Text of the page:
Huge hugs, Luna.

  25. Sending love to you and prayers for comfort and peace to your mom.

  26. I’m happy to hear that you talked to her. Does your dad have a laptop? Maybe you could make a video of you, hubby and Baby J – I bet you she’d love to watch that.

  27. Oh Luna, I’m so sorry. I hope you find a way to get out to her soon. Part of me (in my bullheaded interfering way) wonders if, sometime soon, you should just take matters into your own hands and bring her grandbaby to her anyway. Obviously I don’t know the answer–I don’t even have that kind of relationship with anyone. But it hurts to see you hurting and alone, and it bothers me to see her self-imposed distance from the thing that’s going to bring her the most joy.

    Hang tight, Luna. If life has taught you anything over the years, it’s that you can handle this, too. (FWIW, I think you’re amazing.)

  28. You and your mother and family are in my thoughts and prayers…

  29. Thinking of you and your mom. Sometimes, it feels like life just can’t let us *be* for a minute, doesn’t it?

  30. Hey Luna

    I’m very sad reading this post and the last one. It must be heavy times. I hope you are able to be with her. You have a lot to teach us all about acceptance. I hope you are able to stand by your mum and support her to face her future without fear and with peace.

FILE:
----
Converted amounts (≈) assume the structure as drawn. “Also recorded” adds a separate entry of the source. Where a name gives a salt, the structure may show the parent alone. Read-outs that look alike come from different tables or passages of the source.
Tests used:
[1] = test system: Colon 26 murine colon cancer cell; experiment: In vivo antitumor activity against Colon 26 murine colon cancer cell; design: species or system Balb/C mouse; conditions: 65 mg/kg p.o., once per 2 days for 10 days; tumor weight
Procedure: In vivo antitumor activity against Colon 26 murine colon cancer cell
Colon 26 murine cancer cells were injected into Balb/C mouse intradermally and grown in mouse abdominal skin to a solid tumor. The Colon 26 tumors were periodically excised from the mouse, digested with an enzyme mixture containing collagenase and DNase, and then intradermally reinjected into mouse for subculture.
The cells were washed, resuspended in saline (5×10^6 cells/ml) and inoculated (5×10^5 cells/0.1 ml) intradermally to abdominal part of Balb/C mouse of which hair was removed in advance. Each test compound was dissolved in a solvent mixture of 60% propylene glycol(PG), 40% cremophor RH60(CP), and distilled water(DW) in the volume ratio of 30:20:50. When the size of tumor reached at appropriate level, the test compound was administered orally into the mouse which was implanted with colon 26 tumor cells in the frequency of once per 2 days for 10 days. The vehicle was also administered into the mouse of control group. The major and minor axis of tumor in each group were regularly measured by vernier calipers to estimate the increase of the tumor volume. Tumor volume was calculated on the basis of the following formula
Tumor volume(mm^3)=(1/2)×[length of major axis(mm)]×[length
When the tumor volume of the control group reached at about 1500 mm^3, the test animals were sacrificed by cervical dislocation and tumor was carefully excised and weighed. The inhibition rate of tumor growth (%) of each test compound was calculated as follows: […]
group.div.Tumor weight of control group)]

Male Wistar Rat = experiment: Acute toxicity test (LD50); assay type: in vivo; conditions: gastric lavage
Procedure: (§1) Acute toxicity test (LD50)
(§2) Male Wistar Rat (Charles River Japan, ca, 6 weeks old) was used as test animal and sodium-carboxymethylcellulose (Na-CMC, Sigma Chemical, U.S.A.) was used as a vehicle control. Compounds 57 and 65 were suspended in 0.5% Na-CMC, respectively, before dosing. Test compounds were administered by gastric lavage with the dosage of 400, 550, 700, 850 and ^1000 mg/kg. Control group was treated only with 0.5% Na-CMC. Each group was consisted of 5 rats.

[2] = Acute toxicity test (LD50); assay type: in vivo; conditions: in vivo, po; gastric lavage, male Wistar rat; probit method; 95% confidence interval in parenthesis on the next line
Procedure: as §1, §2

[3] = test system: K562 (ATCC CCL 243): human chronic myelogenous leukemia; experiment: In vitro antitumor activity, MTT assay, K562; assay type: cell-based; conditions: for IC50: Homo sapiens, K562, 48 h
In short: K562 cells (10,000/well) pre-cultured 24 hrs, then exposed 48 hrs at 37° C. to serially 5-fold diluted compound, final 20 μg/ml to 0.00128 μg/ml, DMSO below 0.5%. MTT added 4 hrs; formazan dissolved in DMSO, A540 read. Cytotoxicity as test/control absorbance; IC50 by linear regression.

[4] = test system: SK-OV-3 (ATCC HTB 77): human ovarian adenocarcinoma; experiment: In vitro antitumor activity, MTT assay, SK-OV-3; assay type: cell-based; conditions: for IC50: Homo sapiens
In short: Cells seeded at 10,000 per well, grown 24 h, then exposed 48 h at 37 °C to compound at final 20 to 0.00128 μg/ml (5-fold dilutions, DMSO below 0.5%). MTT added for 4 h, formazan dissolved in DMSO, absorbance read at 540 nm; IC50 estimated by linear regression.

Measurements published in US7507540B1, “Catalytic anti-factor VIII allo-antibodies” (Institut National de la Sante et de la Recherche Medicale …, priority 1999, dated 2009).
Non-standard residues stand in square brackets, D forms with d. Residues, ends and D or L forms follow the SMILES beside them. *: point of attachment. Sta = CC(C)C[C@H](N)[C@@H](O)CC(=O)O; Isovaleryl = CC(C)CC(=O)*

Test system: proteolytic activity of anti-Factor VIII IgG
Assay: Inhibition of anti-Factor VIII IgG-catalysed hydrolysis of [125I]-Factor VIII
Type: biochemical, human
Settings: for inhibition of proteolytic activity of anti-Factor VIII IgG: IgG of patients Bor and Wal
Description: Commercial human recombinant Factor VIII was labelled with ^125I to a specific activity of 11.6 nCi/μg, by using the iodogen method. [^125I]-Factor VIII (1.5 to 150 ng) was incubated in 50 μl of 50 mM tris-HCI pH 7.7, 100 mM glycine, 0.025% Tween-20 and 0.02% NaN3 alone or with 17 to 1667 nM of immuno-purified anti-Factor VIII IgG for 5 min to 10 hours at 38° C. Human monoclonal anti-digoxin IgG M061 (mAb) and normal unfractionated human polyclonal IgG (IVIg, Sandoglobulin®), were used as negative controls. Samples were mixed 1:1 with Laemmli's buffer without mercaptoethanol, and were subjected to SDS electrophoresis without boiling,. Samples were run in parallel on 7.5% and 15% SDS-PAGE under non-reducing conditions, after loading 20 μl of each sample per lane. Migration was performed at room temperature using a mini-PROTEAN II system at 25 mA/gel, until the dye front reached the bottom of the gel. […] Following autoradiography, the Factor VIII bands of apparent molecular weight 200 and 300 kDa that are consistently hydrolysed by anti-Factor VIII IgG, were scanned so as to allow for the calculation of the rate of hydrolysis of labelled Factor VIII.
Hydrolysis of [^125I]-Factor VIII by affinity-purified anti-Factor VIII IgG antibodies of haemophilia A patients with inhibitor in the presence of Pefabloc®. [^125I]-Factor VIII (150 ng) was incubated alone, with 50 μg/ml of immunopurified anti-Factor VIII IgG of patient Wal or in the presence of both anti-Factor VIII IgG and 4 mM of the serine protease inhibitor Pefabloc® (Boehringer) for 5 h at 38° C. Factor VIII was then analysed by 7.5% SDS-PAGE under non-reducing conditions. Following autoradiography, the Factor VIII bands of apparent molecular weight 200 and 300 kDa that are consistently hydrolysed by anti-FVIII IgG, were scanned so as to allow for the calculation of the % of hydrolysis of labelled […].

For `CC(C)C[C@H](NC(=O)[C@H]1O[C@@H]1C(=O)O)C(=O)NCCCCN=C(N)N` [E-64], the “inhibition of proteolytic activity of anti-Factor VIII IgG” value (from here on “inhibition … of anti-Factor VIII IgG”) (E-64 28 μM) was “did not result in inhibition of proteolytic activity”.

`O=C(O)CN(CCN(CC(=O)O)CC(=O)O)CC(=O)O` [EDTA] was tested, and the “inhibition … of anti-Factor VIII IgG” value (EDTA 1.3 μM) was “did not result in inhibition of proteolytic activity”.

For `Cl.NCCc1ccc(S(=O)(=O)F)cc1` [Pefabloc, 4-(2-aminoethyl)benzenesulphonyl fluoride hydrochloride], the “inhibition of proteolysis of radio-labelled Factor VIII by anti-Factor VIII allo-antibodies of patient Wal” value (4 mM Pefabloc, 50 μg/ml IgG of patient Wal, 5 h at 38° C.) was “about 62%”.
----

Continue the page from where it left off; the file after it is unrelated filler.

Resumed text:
love Barb

  31. Just wanted to let you know that I am thinking of you and your family.

  32. I’m so sorry about your mom. You have such amazing strength. I found my way to your blog through links from other blogs and read the whole thing from start to current, like a novel. I was so moved by your story and found inspiration in your journey. Light seemed to come into your voice as things progressed and your dream was realized. The tone was so different that I actually started to think that your photo of sunrise (sunset?) was becoming brighter, as though the sun were rising.

    It has inspired me to enter the blogging world. I am going through a very different kind of challenge, but I relate to your theme of loss and perseverance. Writing has always been cathartic for me and I can tell how much it helped you to write and have a community of support. Thanks for sharing your story.

  33. […] Thank you all again for your support these past few weeks. I posted an update to my last post (at the end), but I just haven’t had the time, energy or chance to write much […]

  34. […] spent Thanksgiving in a hospital far from home. She didn’t want anyone around, kept everyone at a distance. Not long after that she was told — after pressing her doctor for his best guess as to her […]